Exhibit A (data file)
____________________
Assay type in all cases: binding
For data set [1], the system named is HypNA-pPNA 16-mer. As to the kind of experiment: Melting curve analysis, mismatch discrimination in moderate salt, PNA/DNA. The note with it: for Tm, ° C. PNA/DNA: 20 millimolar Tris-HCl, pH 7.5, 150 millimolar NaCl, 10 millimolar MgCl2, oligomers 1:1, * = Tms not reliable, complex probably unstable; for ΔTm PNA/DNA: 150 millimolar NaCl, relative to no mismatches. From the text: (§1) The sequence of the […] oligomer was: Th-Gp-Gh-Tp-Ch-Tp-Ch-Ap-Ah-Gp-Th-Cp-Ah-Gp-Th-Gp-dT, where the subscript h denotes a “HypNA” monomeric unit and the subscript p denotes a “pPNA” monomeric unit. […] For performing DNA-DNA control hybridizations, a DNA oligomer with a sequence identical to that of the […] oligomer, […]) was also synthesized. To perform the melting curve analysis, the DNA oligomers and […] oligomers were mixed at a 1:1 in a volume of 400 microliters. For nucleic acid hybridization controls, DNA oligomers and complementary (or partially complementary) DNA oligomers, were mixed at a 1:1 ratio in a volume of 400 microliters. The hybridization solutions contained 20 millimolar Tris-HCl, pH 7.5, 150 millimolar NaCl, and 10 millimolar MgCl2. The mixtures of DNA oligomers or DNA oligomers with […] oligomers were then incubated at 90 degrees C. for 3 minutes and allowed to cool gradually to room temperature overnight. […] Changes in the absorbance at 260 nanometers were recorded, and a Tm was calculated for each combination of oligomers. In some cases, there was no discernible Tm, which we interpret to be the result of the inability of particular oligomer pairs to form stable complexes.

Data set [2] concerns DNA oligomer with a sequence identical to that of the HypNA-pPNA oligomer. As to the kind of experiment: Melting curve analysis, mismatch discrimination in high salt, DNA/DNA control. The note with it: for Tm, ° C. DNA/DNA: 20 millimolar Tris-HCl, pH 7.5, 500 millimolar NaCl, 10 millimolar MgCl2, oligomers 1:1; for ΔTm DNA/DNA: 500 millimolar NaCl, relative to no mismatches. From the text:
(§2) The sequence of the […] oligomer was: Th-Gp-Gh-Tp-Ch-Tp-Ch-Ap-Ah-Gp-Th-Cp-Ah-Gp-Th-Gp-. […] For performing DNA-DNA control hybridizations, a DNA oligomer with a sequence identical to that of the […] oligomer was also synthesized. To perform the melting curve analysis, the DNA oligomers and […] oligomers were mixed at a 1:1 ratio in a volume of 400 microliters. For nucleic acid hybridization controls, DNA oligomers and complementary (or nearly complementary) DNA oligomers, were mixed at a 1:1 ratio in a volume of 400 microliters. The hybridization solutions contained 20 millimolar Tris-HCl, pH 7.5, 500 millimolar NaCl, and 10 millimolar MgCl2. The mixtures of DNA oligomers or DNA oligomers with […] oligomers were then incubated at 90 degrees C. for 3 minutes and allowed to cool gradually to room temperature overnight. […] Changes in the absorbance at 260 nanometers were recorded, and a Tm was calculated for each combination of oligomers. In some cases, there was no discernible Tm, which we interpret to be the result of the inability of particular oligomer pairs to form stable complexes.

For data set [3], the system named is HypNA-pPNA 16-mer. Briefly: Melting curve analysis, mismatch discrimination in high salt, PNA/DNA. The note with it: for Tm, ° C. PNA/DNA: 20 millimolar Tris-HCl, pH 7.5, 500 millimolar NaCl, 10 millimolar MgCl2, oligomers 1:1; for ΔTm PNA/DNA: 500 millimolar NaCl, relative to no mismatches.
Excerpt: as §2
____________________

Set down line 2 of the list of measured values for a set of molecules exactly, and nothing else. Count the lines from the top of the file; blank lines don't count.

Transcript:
For data set [1], the system named is HypNA-pPNA 16-mer. As to the kind of experiment: Melting curve analysis, mismatch discrimination in moderate salt, PNA/DNA. The note with it: for Tm, ° C. PNA/DNA: 20 millimolar Tris-HCl, pH 7.5, 150 millimolar NaCl, 10 millimolar MgCl2, oligomers 1:1, * = Tms not reliable, complex probably unstable; for ΔTm PNA/DNA: 150 millimolar NaCl, relative to no mismatches. From the text: (§1) The sequence of the […] oligomer was: Th-Gp-Gh-Tp-Ch-Tp-Ch-Ap-Ah-Gp-Th-Cp-Ah-Gp-Th-Gp-dT, where the subscript h denotes a “HypNA” monomeric unit and the subscript p denotes a “pPNA” monomeric unit. […] For performing DNA-DNA control hybridizations, a DNA oligomer with a sequence identical to that of the […] oligomer, […]) was also synthesized. To perform the melting curve analysis, the DNA oligomers and […] oligomers were mixed at a 1:1 in a volume of 400 microliters. For nucleic acid hybridization controls, DNA oligomers and complementary (or partially complementary) DNA oligomers, were mixed at a 1:1 ratio in a volume of 400 microliters. The hybridization solutions contained 20 millimolar Tris-HCl, pH 7.5, 150 millimolar NaCl, and 10 millimolar MgCl2. The mixtures of DNA oligomers or DNA oligomers with […] oligomers were then incubated at 90 degrees C. for 3 minutes and allowed to cool gradually to room temperature overnight. […] Changes in the absorbance at 260 nanometers were recorded, and a Tm was calculated for each combination of oligomers. In some cases, there was no discernible Tm, which we interpret to be the result of the inability of particular oligomer pairs to form stable complexes.